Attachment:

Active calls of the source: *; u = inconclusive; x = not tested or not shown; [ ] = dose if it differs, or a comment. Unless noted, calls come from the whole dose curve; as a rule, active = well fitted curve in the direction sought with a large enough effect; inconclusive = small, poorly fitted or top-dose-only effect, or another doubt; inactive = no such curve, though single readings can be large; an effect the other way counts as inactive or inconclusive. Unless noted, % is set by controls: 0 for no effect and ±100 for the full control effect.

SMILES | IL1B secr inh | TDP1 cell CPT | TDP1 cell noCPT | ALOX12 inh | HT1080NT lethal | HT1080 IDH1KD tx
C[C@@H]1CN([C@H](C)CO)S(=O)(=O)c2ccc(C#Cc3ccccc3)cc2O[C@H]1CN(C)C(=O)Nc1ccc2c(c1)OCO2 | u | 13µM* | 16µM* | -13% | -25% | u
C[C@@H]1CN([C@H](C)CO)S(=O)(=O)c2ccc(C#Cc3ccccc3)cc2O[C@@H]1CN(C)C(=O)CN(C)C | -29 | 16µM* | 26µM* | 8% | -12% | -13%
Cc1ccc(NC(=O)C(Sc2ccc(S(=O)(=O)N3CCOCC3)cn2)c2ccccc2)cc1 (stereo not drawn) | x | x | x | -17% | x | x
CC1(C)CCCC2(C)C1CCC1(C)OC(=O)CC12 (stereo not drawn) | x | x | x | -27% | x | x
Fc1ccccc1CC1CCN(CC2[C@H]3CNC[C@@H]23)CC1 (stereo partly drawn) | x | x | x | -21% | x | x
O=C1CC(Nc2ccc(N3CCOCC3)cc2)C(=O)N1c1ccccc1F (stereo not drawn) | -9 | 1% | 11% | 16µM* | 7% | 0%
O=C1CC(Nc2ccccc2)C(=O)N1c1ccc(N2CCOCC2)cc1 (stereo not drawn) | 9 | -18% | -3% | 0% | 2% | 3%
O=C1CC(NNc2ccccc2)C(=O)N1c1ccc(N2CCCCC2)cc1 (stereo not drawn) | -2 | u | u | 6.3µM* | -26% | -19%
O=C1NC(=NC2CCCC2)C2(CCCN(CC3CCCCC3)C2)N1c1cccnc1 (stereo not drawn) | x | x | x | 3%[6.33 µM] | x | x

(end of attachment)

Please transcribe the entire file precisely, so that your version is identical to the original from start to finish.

Active calls of the source: *; u = inconclusive; x = not tested or not shown; [ ] = dose if it differs, or a comment. Unless noted, calls come from the whole dose curve; as a rule, active = well fitted curve in the direction sought with a large enough effect; inconclusive = small, poorly fitted or top-dose-only effect, or another doubt; inactive = no such curve, though single readings can be large; an effect the other way counts as inactive or inconclusive. Unless noted, % is set by controls: 0 for no effect and ±100 for the full control effect.

SMILES | IL1B secr inh | TDP1 cell CPT | TDP1 cell noCPT | ALOX12 inh | HT1080NT lethal | HT1080 IDH1KD tx
C[C@@H]1CN([C@H](C)CO)S(=O)(=O)c2ccc(C#Cc3ccccc3)cc2O[C@H]1CN(C)C(=O)Nc1ccc2c(c1)OCO2 | u | 13µM* | 16µM* | -13% | -25% | u
C[C@@H]1CN([C@H](C)CO)S(=O)(=O)c2ccc(C#Cc3ccccc3)cc2O[C@@H]1CN(C)C(=O)CN(C)C | -29 | 16µM* | 26µM* | 8% | -12% | -13%
Cc1ccc(NC(=O)C(Sc2ccc(S(=O)(=O)N3CCOCC3)cn2)c2ccccc2)cc1 (stereo not drawn) | x | x | x | -17% | x | x
CC1(C)CCCC2(C)C1CCC1(C)OC(=O)CC12 (stereo not drawn) | x | x | x | -27% | x | x
Fc1ccccc1CC1CCN(CC2[C@H]3CNC[C@@H]23)CC1 (stereo partly drawn) | x | x | x | -21% | x | x
O=C1CC(Nc2ccc(N3CCOCC3)cc2)C(=O)N1c1ccccc1F (stereo not drawn) | -9 | 1% | 11% | 16µM* | 7% | 0%
O=C1CC(Nc2ccccc2)C(=O)N1c1ccc(N2CCOCC2)cc1 (stereo not drawn) | 9 | -18% | -3% | 0% | 2% | 3%
O=C1CC(NNc2ccccc2)C(=O)N1c1ccc(N2CCCCC2)cc1 (stereo not drawn) | -2 | u | u | 6.3µM* | -26% | -19%
O=C1NC(=NC2CCCC2)C2(CCCN(CC3CCCCC3)C2)N1c1cccnc1 (stereo not drawn) | x | x | x | 3%[6.33 µM] | x | x